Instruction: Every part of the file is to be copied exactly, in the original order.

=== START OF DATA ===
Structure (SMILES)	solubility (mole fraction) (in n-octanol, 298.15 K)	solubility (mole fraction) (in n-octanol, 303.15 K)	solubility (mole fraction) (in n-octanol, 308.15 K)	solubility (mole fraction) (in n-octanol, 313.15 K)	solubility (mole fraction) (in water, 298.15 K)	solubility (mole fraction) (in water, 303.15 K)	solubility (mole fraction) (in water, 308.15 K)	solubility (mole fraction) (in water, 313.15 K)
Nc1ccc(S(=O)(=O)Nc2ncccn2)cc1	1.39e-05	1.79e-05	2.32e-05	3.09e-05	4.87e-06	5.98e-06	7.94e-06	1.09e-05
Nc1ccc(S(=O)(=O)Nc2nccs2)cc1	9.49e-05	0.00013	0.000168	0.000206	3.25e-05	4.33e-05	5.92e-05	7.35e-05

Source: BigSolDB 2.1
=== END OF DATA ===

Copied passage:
Structure (SMILES)	solubility (mole fraction) (in n-octanol, 298.15 K)	solubility (mole fraction) (in n-octanol, 303.15 K)	solubility (mole fraction) (in n-octanol, 308.15 K)	solubility (mole fraction) (in n-octanol, 313.15 K)	solubility (mole fraction) (in water, 298.15 K)	solubility (mole fraction) (in water, 303.15 K)	solubility (mole fraction) (in water, 308.15 K)	solubility (mole fraction) (in water, 313.15 K)
Nc1ccc(S(=O)(=O)Nc2ncccn2)cc1	1.39e-05	1.79e-05	2.32e-05	3.09e-05	4.87e-06	5.98e-06	7.94e-06	1.09e-05
Nc1ccc(S(=O)(=O)Nc2nccs2)cc1	9.49e-05	0.00013	0.000168	0.000206	3.25e-05	4.33e-05	5.92e-05	7.35e-05

Source: BigSolDB 2.1